Probate gets a bad rap. Most of the disgust with the Probate system in Missouri stems from the fact that those involved in probate are rarely involved with the legal system and don’t know what to expect. Moreover, it is often the case that a loved one has passed away, so emotions are obviously in play.
Probate has many different aspects. See my previous posts on different facets of the probate process: Letters Testamentary and Letters of Administration, Revocable Living Trusts, Beneficiary Deeds, Life Insurance Trusts, Missouri Will Contests, Durable Powers of Attorney, Will Requirements, Funding Trusts, Probate: Intestacy, etc.
The first step in a potential probate estate occurs not long after an individual has passed away. That person’s heirs should first look to see if there is a will, trust, or non-probate arrangements in place. It could be the case that the estate, in whole or in part, may not need to go through a probate proceeding.
For our purposes, let’s assume that an uncle dies without a will, trust, or other testamentary arrangement. The first step would be to get a grasp of all of the property that person owned and open up a probate proceeding. After this, publications and notices are usually sent out to warn potential creditors and interested parties.
From here, a personal representative(s) will apply for letters testamentary to administer the estate. It is probably a good idea for the personal representative to have an attorney to advise him/her what is or is not required. It is here that I get the most questions about the probate process. How much does an attorney and/or personal representative charge to handle a probate proceeding?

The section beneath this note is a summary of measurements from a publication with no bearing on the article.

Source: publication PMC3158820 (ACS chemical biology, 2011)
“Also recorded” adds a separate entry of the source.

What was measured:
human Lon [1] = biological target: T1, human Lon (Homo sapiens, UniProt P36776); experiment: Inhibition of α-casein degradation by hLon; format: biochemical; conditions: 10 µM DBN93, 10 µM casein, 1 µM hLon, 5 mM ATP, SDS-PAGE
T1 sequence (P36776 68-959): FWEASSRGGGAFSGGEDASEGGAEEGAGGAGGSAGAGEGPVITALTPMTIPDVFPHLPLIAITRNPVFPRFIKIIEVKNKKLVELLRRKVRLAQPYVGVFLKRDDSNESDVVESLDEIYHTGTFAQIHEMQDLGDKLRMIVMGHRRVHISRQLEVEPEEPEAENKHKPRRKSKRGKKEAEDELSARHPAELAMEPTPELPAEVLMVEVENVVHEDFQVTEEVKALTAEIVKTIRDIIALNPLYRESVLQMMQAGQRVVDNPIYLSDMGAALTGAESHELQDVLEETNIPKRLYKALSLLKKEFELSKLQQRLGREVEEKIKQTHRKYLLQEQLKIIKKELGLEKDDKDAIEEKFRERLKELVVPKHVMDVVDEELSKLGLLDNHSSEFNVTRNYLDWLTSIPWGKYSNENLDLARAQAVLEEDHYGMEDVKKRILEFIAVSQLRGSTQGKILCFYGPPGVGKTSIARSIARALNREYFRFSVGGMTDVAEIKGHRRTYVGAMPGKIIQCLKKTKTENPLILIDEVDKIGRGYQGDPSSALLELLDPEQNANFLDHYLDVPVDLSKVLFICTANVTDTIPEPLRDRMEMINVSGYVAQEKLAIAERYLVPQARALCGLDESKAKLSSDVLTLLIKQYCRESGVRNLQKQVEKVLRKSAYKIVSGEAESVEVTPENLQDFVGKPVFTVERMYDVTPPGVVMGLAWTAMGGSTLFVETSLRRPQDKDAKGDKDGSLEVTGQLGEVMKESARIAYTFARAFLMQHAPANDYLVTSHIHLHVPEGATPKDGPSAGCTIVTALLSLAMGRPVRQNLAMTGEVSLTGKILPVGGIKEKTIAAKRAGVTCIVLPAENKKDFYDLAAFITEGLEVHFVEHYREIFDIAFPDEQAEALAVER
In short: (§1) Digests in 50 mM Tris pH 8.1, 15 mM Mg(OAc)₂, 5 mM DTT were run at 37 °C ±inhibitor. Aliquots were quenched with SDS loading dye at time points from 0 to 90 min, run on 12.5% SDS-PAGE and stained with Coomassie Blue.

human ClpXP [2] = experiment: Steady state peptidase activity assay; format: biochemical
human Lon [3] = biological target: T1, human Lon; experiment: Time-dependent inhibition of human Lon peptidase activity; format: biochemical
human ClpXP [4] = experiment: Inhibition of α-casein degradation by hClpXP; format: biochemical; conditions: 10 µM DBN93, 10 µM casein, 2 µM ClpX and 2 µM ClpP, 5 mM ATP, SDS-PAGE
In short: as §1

Missouri statutes provide guidance here. RSMo 473.153 states in pertinent part that personal representatives and/or attorneys are entitled to the following compensation from a probate estate:
On the first $ 5,000, 5 percent;
On the next 20,000, 4 percent;
On the next 75,000, 3 percent;
On the next 300,000, 2 3/4 percent;
On the next 600,000, 2 1/2 percent;
On all over 1,000,000, 2 percent.
Accordingly, the attorneys and personal representative take a percentage of the probate estate. While it may seem disagreeable for heirs to see that attorneys can take a percentage of a probate estate, it often is better than billing heirs hourly or with a flat fee.
In addition to these fees, the probate court will require a fee to handle a case, the size of which depends on the size of the estate. Also, in certain situations, a personal administrator may be required to post bond to ensure to the Court that he or she will execute the job faithfully.
These costs highlight two things. One, it is important to have an estate plan in place (trust, will, non-probate, etc.) to avoid potential inheritances from being depleted by probate expenses. Two, the probate process is long, convoluted and can prove costly.